You must also remember that my parents spent several years in Caracas, Venezuela during the late 1970s and early 1980s. Over a third of the population live below the poverty line in that country, and hundreds of thousands of deformed, ape-like creatures live in the labyrinthine, gun-infested shantytowns lining Caracas’ surrounding hills. As early as 1979 I knew that Communism was the ideology for these creatures. Indeed, I remember overhearing adult conversation that complained about the corrupt mainstream political parties and that speculated about the day when the simians on the hills would lose their patience and stream down to the city in an angry, yelping horde of revenge to torch every villa, smash every car, loot every shop, and kill every rich White man and kleptomaniacal plutocrat in sight.
This was the experiential background against which I witnessed Labour’s electoral victory on Friday, 2 May 1997.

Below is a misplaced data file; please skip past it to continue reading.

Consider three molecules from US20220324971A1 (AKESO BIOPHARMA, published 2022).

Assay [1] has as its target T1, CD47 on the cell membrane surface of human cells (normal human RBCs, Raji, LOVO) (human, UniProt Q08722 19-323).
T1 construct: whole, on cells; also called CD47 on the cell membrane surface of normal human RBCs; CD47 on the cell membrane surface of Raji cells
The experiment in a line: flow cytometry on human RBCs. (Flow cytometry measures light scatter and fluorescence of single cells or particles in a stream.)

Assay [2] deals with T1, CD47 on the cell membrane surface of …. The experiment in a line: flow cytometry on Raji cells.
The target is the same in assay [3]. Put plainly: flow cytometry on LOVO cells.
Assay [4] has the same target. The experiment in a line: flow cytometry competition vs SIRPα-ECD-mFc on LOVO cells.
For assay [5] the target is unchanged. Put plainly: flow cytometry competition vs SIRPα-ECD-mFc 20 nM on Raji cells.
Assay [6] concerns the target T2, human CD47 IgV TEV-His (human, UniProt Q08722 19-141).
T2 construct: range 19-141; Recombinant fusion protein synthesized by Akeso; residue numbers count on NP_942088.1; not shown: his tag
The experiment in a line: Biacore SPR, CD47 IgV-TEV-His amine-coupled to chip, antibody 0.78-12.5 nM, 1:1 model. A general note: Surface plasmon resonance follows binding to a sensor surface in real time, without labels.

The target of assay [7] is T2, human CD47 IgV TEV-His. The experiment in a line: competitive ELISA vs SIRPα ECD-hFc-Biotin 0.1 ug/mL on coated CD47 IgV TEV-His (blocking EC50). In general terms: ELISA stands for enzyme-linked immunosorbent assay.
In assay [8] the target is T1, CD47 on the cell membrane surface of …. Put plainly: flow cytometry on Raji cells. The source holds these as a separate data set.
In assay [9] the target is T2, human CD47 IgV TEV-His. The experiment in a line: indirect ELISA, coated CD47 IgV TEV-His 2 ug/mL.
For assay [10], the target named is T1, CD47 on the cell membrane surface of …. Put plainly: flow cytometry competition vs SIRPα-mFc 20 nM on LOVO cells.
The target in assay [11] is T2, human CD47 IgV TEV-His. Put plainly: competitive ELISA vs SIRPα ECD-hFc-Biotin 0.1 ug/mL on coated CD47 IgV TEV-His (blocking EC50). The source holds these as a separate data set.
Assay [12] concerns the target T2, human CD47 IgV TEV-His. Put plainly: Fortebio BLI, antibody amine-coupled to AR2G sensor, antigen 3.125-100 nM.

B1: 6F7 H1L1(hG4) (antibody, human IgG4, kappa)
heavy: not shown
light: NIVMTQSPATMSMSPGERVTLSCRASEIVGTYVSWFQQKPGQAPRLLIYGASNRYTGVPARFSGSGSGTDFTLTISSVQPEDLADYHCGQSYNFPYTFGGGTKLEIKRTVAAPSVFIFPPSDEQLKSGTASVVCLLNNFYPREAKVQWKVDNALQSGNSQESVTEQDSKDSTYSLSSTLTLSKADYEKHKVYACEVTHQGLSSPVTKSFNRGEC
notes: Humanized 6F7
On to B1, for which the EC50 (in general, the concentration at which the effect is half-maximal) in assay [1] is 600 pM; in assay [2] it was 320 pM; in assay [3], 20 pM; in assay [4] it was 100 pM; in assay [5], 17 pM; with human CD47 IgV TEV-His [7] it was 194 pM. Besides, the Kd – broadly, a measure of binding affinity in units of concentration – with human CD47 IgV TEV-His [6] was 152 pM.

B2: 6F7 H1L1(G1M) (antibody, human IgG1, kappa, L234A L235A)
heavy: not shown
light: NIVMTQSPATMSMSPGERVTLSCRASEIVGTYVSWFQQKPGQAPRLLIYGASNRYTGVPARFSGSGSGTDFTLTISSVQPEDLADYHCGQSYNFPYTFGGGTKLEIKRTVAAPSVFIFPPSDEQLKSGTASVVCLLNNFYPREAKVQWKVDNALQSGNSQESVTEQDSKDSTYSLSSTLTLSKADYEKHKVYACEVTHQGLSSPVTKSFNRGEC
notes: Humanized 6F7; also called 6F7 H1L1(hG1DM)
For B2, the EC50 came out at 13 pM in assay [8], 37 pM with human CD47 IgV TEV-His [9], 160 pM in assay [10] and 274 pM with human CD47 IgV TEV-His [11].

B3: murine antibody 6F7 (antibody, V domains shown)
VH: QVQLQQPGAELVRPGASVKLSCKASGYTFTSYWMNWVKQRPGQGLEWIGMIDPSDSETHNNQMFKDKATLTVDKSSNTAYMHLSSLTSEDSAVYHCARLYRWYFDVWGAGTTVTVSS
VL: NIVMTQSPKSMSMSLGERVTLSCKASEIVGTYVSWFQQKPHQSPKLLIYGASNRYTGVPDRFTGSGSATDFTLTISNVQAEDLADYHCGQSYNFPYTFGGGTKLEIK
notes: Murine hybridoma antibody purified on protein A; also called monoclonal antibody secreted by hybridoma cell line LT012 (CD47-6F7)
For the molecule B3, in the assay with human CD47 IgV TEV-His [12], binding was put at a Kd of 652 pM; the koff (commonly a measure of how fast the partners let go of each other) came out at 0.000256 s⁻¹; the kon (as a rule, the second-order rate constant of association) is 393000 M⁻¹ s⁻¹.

I remember overhearing through my open window my neighbors conversing by the rubbish bins outside and exchanging exclamatory remarks about the slaughtering of the Conservatives. I remembered hearing the BBC’s Radio 4 broadcasting the exultations of Labour supporters, who said they were “overjoyed” by the Blair victory, and the self-congratulatory voice of the philandering John Prescott, who in 1997 became Deputy Prime Minister, saying that he looked forward to a “bumpy ride”.
Of course, I did not imagine a return to the thieving 98% marginal rate of personal income tax of the Labour government of Harold Wilson. But I did anticipate a creeping but incessant increase in the tax burden, hidden with all manner of subterfuges. This expectation was fully met (indeed, the government gobbles around 40% of private earnings, while personal debt, not unrelated, has nearly tripled).